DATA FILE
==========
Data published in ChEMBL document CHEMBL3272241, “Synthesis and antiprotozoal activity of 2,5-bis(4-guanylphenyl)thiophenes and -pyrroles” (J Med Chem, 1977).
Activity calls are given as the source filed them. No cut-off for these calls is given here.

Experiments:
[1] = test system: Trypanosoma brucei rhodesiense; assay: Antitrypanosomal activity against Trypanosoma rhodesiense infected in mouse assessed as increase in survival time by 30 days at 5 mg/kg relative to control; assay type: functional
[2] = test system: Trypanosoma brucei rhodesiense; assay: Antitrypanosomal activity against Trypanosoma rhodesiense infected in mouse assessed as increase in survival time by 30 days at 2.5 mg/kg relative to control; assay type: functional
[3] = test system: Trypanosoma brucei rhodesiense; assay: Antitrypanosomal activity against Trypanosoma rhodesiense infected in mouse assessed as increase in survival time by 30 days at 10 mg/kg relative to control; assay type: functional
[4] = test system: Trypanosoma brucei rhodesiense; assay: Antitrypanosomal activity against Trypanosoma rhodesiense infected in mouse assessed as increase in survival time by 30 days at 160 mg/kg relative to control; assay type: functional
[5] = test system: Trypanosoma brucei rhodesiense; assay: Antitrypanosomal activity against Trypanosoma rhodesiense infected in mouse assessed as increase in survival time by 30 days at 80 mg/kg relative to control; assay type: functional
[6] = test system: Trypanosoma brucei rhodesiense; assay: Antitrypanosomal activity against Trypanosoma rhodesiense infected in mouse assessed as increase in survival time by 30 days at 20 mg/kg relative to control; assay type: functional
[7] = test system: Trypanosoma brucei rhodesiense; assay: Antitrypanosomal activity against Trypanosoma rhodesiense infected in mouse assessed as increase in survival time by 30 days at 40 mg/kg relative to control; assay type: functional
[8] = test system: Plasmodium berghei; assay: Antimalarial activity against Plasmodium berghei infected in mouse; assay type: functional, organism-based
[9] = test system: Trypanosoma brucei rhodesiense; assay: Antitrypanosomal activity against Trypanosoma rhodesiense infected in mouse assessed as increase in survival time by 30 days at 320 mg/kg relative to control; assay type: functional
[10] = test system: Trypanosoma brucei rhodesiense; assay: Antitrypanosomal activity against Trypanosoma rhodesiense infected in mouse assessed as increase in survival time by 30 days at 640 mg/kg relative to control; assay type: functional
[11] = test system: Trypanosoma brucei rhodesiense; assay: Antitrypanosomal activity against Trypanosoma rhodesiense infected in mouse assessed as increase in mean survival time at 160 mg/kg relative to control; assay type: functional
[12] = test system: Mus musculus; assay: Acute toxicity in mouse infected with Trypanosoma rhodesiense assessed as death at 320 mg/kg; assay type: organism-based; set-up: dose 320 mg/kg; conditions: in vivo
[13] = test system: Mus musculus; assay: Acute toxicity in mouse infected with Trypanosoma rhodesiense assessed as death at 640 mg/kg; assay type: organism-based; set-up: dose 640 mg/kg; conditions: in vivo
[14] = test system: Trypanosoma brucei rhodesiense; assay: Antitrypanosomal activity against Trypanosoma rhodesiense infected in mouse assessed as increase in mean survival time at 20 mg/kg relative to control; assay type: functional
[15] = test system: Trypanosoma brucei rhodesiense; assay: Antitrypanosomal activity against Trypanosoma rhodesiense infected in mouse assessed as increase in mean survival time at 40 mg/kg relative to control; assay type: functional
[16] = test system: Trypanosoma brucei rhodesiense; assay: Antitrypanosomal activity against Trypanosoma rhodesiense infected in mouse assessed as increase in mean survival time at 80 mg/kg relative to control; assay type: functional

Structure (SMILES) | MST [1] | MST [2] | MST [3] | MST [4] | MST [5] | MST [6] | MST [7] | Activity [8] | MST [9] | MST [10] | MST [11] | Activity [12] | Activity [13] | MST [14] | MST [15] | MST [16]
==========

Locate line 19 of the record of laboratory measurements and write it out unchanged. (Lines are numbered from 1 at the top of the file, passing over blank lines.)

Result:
[16] = test system: Trypanosoma brucei rhodesiense; assay: Antitrypanosomal activity against Trypanosoma rhodesiense infected in mouse assessed as increase in mean survival time at 80 mg/kg relative to control; assay type: functional